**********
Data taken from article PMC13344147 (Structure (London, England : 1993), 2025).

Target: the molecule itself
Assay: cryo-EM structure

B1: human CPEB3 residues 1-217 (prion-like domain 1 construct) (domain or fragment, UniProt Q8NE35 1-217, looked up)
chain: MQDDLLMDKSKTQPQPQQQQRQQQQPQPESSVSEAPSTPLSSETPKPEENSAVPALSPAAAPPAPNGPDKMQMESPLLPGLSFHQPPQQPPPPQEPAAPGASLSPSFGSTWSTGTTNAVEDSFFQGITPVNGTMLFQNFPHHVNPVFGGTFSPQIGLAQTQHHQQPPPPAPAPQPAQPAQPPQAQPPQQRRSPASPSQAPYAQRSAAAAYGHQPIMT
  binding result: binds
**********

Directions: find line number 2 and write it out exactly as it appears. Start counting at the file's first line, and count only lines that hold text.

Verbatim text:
Target: the molecule itself